cat password-policy.ldif

dn: ou=policies,dc=example,dc=in
ou: policies
objectClass: top
objectClass: organizationalUnit

# default, policies, example.com
dn: cn=default,ou=policies,dc=example,dc=in
objectClass: top
objectClass: device
objectClass: pwdPolicy
cn: default
pwdAttribute: userPassword
pwdMaxAge: 7776002
pwdExpireWarning: 432000
pwdInHistory: 3
pwdCheckQuality: 1
pwdMinLength: 8
pwdMaxFailure: 5
pwdLockout: TRUE
pwdLockoutDuration: 900
pwdGraceAuthNLimit: 0
pwdFailureCountInterval: 0
pwdMustChange: TRUE
pwdAllowUserChange: TRUE
pwdSafeModify: FALSE


This sets the following policies
  •  password expiration at 90 days
  •  password lockout on 5 failures and lockout duration of 15 mintues
  •  minimum password length of 8
  • 3 earlier password in history

To import the policy run the following command.

ldapadd  -D "cn=Manager,dc=example,dc=in" -W -x  -f password-policy.ldif

This ldapadd command should add to policy on authentication as LDAP administratorWe should be able to see the newly imported policy now when we do a ldapsearch.

 ldapsearch  -x -D "cn=Manager,dc=example,dc=in" -W -b "dc=example,dc=in"

This completes the server configuration. 

Client Side Configuartion
On the LDAP clients in my case Ubuntu desktops we need make the following change in LDAP client configuration file /etc/ldap.conf assuming the client was configured to authenticate to our LDAP server before. Uncomment the pam_lookup_policy line which should be already there in /etc/ldap.conf

pam_lookup_policy yes


Yes !! Now the password policy should be enforced for all non-rootdn authentication attempts !


Reference
http://www.zytrax.com/books/ldap/ch6/ppolicy.html
http://zrmt.com/2007/10/19/howto-ppolicy-openldap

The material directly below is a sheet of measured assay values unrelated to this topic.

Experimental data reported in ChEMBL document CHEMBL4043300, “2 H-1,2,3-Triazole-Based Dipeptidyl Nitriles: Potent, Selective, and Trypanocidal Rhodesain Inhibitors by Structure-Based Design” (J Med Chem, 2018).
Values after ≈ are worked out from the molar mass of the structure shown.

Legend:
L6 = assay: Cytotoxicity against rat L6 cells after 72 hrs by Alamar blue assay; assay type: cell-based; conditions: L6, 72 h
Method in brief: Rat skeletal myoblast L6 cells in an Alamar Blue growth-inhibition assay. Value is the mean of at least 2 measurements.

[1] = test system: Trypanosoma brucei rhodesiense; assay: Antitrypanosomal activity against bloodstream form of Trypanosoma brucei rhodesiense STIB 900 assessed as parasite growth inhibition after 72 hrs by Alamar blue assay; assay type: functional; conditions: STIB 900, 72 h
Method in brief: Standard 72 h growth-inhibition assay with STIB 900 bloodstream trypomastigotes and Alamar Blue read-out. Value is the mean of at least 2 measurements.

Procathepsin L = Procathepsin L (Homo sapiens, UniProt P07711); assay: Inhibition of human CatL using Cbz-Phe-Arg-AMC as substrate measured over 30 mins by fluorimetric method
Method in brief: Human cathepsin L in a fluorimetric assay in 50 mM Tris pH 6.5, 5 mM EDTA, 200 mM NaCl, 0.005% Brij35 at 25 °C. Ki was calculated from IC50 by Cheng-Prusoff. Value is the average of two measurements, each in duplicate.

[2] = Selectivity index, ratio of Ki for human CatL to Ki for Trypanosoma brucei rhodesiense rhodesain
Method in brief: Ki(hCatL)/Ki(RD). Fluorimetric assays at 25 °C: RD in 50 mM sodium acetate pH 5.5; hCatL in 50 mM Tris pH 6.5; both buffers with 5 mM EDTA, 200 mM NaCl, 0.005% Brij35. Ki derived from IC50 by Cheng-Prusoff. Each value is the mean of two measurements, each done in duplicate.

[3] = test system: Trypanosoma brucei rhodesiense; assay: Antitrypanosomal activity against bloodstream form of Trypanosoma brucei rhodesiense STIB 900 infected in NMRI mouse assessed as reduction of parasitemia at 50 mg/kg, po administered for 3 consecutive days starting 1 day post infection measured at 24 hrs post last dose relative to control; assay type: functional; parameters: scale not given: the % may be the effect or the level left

http://linux.die.net/man/5/slapo-ppolicy





5 comments:

  1. after adding
    ldapadd -D "cn=Manager,dc=abc,dc=com" -W -x -f password-policy.ldif

    adding new entry "cn=default,ou=policies,dc=abc,dc=com"
    ldapadd: Invalid syntax (21)
    additional info: objectClass: value #2 invalid per syntax

    ReplyDelete
  2. Thanks for the procedure.

    The only problem is the policies are not applying on the client machine.
    I am using Centos 6.2 on client machine.

    Is there any other setting to be done in Centos client machine.

    ReplyDelete
  3. Policies has been implemented successfully for Unix and Windows machines.

    Thanks for the procedure. Great Work!!!

    ReplyDelete
  4. Sorry, no matter where i put my ppolicy, i always get "Invalid credentials (49)", i create ACL for each of my server, then i put ppolicy just before my DN=users and nothing.
    So, somebody can help my please. THX in advances

    ReplyDelete
  5. Great writeup. However, for some reason my client doesn't seem to be using the overlay properly. The overlay has been added in my ldap configuration and the policy OU is present. But, when I try to do a self change of a password as a user, it doesn't seem to be using any of the password policy attributes. Any thoughts or ideas?

    ReplyDelete